Micro- and macroscopic characterization of recombination losses in high efficiency Cu(In,Ga)Se2 thin film solar cells
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- Doctoral Thesis
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Production of electric energy from sunlight has become a cost competitive alternative to conventional, non-renewable energy sources such as combustion of fossil fuels or nuclear fission. Due to the constantly decreasing costs of module production, the balance of system (BOS) costs make up an increasing share of the total price of a PV system. As most of the BOS costs scale with the system area, increasing the module efficiency has become the most important lever to reduce the cost for power generation. With lab scale device efficiencies approaching 23% photovoltaic (PV) devices based on Cu(In,Ga)Se2 (CIGS) absorber layers show a high potential for cost-effective energy production. Furthermore, absorber layers of only 2 μm to 3 μm thickness are required and devices with efficiencies above 20% can be fabricated at low temperatures <500 C. This allows roll-to-roll manufacturing on flexible substrates and promises comparably low energy consumption for production and material economy, all adding up to potentially short energy payback times. This thesis aims to elucidate optical and electrical loss mechanisms in state of the art, low temperature deposited devices and to derive strategies to overcome these limitations. Therefore electrical and optical characterization is performed on band gap graded absorbers and devices. The measurements are combined with numerical simulations that allow to estimate and quantify a variety of device and absorber properties. In Chapter 3 the unknown origin of losses in the near infrared region observed in the quantum efficiency of devices is investigated. Essentially, such losses can originate from insufficient collection of the photo generated charge carriers and from parasitic absorptionin other layers than the absorber, e.g. the transparent oxide front electrode or incomplete absorption of photons in the absorber and consequent absorption in the back contact. The electron beam induced current technique (EBIC) is applied on cross sections of finished devices to study the efficiency with which carriers are collected along the depth of the absorber layer. The measurements are combined with a model for the local optical absorption that includes the depth dependent compositional grading. This analysis provides a first indication that optical losses rather than extensive deficiencies in carrier collection are limiting the device EQE. As discussed in Chapter 3, the measurement principle of EBIC is adapted to a Helium ion microscope where He ions (instead of electrons as used for EBIC) are used as excitation particles to allow increased lateral resolution as compared to EBIC. This would allow to study the electrostatics at the absorber/CdS buffer layer interface for instance in view of a deeper understanding of absorber post deposition treatments. In a series of measurements the practicability of the approach for electrical characterization of CIGS devices is investigated. Optical measurements by means of photo spectrometry on finished devices and on delaminated slabs of absorber are investigated and described in Chapter 4. The measurements are analyzed by means of a numerical model for the optical properties of the device based on transfer matrix method (TMM) calculations. From the combination of simulations and measurements, the parasitic losses in the different layers of the device are studied. Most importantly, it is shown that the absorber layers are not completely absorbing the incident photons and those transmitted photons are absorbed in the Mo back contact. It is shown, that the cause for the residual transmission is an insufficient optical thickness of the low band gap region of the composition graded absorber layer. These insights support the conclusions drawn from the EBIC measurements. As a consequence of these findings, three viable approaches to increase the absorber NIR absorbtance are proposed and their potentials are discussed. One of these approaches, namely the implementation of a highly reflective back contact to substitute the absorptive Mo is investigated in detail. In a screening study, a number of potential rear contact structures to increase the rear contact reflectance are investigated. A Mo/Al/InZnO based rear contact structure is identified as most promising candidate as it is shown to increase the NIR response of the device while having benign influence on the photovoltaic properties of devices. The approach allows to reach efficiencies of 19.5% with a top efficiency of 19.9% which is comparable or even higher than reference devices fabricated for comparison. Consequently, the observed NIR optical gains are analyzed by comparison to TMM simulations in order propose next steps towards improved device EQEs. In Chapter 5, time resolved photo luminescence (TRPL) studies of absorber layers are described. The investigations were performed to estimate carrier mobility and minority carrier lifetime parameters of the absorber layers. Reliable estimates of these parameters are relevant for device modeling as they could provide a criterion for an assessment of the absorber quality before absorbers are processed into devices. In order to establish a measurement methodology, interpretation and modeling, the studies are performed on samples with simplified band gap grading i.e. pure CuInSe2 without band gap gradient and CuInGaSe2 with a conduction band increase towards the absorber back side. These systems show a reduced complexity as compared to the highly efficient absorbers that feature a conduction band increase towards the absorber front- and backside. Therefore they allow an analytical treatement that gives insight into the involved transport phenomena. The studies were aimed to establish a basic understanding of these processes for a future extension to double graded absorbers. To estimate the bulk and surface parameters, the sample surfaces were intentionally modified by surface etching or the absorber layers were delamination from the Mo substrates. Consequently TRPL measurements were performed and the influence of the surface state was analyzed. To that end, an analytical simplification of the underlying transport equations is presented that allows to derive constraints for the bulk and surface parameters (mobility, lifetime and surface recombination velocities). Consequently, numerical simulation of the charge carrier transport and recombination process are performed and compared to measurements in order to discuss the accuracy of the parameter estimation. Finally, in Chapter 6 the key findings of the thesis are summarized and an outlook for future investigations is given Show more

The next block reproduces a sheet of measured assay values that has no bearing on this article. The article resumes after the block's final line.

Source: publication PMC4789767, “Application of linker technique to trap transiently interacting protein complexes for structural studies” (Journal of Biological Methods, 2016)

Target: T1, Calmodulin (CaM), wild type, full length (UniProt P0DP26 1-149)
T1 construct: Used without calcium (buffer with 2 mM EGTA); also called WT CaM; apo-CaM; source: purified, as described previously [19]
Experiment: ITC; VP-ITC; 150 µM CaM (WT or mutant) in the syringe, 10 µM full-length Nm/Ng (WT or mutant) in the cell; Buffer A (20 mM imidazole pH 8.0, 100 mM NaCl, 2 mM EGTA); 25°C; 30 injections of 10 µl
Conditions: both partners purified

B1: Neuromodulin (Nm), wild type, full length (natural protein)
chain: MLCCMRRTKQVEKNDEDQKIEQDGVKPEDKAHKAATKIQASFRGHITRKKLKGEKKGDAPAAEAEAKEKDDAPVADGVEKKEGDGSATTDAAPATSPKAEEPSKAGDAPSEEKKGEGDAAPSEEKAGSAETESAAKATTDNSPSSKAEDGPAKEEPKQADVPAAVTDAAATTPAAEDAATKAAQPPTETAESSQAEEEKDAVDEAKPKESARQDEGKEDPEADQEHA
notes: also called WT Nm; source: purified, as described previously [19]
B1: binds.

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ContributorsExaminer: Tiwari, Ayodhya N.
Examiner: Wood, Vanessa
Examiner: Siebentritt, Susanne
Examiner: Buecheler, Stephan
Organisational unit02140 - Dep. Inf.technologie und Elektrotechnik / Dep. of Inform.Technol. Electrical Eng.
03895 - Wood, Vanessa / Wood, Vanessa